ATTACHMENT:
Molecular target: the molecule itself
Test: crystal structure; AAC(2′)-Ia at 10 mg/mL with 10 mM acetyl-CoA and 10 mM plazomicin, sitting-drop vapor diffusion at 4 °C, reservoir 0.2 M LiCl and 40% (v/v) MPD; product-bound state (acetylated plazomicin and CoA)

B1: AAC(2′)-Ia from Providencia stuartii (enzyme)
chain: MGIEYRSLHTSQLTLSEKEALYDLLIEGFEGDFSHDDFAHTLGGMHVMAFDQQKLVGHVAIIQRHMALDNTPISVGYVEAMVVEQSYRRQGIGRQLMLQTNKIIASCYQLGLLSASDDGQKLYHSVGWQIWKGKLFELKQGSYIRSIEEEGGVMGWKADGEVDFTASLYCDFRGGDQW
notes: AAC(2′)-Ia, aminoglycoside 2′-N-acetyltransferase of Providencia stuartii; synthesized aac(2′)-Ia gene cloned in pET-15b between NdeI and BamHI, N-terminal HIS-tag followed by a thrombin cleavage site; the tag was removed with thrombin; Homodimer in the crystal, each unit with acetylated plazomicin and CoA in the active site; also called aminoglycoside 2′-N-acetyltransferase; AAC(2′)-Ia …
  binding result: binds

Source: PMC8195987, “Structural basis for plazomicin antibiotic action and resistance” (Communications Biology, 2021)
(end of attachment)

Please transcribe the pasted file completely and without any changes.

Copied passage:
Molecular target: the molecule itself
Test: crystal structure; AAC(2′)-Ia at 10 mg/mL with 10 mM acetyl-CoA and 10 mM plazomicin, sitting-drop vapor diffusion at 4 °C, reservoir 0.2 M LiCl and 40% (v/v) MPD; product-bound state (acetylated plazomicin and CoA)

B1: AAC(2′)-Ia from Providencia stuartii (enzyme)
chain: MGIEYRSLHTSQLTLSEKEALYDLLIEGFEGDFSHDDFAHTLGGMHVMAFDQQKLVGHVAIIQRHMALDNTPISVGYVEAMVVEQSYRRQGIGRQLMLQTNKIIASCYQLGLLSASDDGQKLYHSVGWQIWKGKLFELKQGSYIRSIEEEGGVMGWKADGEVDFTASLYCDFRGGDQW
notes: AAC(2′)-Ia, aminoglycoside 2′-N-acetyltransferase of Providencia stuartii; synthesized aac(2′)-Ia gene cloned in pET-15b between NdeI and BamHI, N-terminal HIS-tag followed by a thrombin cleavage site; the tag was removed with thrombin; Homodimer in the crystal, each unit with acetylated plazomicin and CoA in the active site; also called aminoglycoside 2′-N-acetyltransferase; AAC(2′)-Ia …
  binding result: binds

Source: PMC8195987, “Structural basis for plazomicin antibiotic action and resistance” (Communications Biology, 2021)